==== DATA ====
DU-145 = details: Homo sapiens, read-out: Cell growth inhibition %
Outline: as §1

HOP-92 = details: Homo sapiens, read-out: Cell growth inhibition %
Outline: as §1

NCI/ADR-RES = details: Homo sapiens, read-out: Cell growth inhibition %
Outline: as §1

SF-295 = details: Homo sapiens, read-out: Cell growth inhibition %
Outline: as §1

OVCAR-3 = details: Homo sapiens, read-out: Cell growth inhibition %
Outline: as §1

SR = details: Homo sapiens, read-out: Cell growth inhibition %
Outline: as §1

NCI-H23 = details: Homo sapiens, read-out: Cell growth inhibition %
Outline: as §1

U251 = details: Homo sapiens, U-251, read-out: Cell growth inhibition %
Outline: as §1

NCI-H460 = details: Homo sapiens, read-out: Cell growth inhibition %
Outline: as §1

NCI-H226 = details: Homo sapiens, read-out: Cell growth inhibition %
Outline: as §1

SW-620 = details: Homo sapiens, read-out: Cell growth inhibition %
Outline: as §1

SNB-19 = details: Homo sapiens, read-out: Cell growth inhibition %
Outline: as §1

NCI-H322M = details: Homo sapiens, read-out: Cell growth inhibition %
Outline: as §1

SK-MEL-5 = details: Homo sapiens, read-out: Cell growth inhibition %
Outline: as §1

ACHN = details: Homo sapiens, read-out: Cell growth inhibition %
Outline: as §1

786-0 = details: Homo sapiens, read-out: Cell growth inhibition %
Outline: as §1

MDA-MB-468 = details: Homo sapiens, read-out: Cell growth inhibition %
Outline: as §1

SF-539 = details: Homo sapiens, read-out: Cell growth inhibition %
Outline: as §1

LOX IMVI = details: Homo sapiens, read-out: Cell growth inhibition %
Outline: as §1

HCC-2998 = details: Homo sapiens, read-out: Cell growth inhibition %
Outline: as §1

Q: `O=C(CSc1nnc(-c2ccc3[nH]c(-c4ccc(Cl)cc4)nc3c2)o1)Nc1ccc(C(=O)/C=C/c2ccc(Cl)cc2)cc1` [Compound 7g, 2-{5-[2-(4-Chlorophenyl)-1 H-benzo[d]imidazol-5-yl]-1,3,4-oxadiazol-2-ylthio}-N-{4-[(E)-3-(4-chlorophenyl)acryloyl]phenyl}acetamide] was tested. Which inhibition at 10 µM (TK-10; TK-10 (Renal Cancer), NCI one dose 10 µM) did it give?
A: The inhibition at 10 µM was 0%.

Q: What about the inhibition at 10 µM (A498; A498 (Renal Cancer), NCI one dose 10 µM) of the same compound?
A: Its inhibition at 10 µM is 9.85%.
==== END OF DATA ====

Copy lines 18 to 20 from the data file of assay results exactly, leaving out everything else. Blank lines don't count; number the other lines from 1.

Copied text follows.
Outline: as §1

NCI-H226 = details: Homo sapiens, read-out: Cell growth inhibition %
Outline: as §1